At the end of the Bundeswehr evacuation mission, an A400M aircraft from Sudan landed in Jordan with around 120 people on board. An onward journey to Germany is being prepared, said the Bundeswehr Operations Command in the short message service Twitter.
The Foreign Office and the Ministry of Defense had previously announced that a final evacuation flight would take place on Tuesday evening. The Parliamentary Commissioner for the Armed Forces, Eva Högl, was satisfied with the performance of the Bundeswehr during the mission. The SPD politician told the editorial network Germany: “The Bundeswehr has impressively demonstrated that it can react quickly and is ready for action in crises.”
Germany took over the multinational flight coordination at the airport near the Sudanese capital Khartoum on Monday. Inspector General Carsten Breuer is now in contact with partner countries who will take over the flight coordination from this Wednesday, the Federal Foreign Office and the Ministry of Defense announced. Those Germans who remained in Sudan should be evacuated in the coming days with the help of partner countries.
Bundestag votes on Sudan mandate
Because of the acute danger situation, the Bundeswehr’s mission on Sunday was initially started without the parliamentary approval that was actually required. The federal government wants to keep the option open to continue the mission in Sudan until the end of May. The Bundestag is to vote on a corresponding mandate this Wednesday and thus also subsequently approve the mission.
Up to 1,600 soldiers should be able to take part, and in an emergency this number could be exceeded, according to the traffic light government’s application for a mandate. The mandate expressly includes “the use of military force to enforce the order”. The aim is to protect “the life and limb of German nationals and other authorized persons”.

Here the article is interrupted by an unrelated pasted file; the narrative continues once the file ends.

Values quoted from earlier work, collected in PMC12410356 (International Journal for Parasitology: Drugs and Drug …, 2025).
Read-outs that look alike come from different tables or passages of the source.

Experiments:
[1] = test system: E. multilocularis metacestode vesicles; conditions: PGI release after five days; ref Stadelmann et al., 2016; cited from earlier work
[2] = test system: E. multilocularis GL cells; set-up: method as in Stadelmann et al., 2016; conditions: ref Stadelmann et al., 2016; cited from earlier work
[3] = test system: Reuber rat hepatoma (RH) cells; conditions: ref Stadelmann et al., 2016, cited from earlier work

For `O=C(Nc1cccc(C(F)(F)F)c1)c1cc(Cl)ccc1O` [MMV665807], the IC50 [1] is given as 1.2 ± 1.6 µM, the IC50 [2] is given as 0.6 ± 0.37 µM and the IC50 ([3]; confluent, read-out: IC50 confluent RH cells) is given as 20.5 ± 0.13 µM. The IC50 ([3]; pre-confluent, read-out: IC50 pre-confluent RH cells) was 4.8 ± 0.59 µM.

A clear majority can be expected when the Bundestag votes on the mission mandate. The opposition Union indicated its approval.
Other states also continued to bring their citizens from Sudan to safety. Britain flew its first nationals to Cyprus on Tuesday. A plane with 104 evacuees landed in Eindhoven, Netherlands.
In Sudan, de facto President Abdel Fattah al-Burhan, who is also the supreme commander of the army, wants to use the military to oust his deputy Mohammed Hamdan Daglo, the leader of the influential paramilitary group Rapid Support Forces (RSF). According to information from the World Health Organization (WHO), around 460 people were killed and almost 4,100 injured in the fighting, which has been going on for more than ten days. The actual numbers are likely to be significantly higher. Tens of thousands of people have fled Sudan to neighboring countries such as Egypt, Chad and South Sudan. There is a shortage of water, food, medicine, fuel and electricity in large parts of the country.
se/mak (dpa, afp, ap, rtr)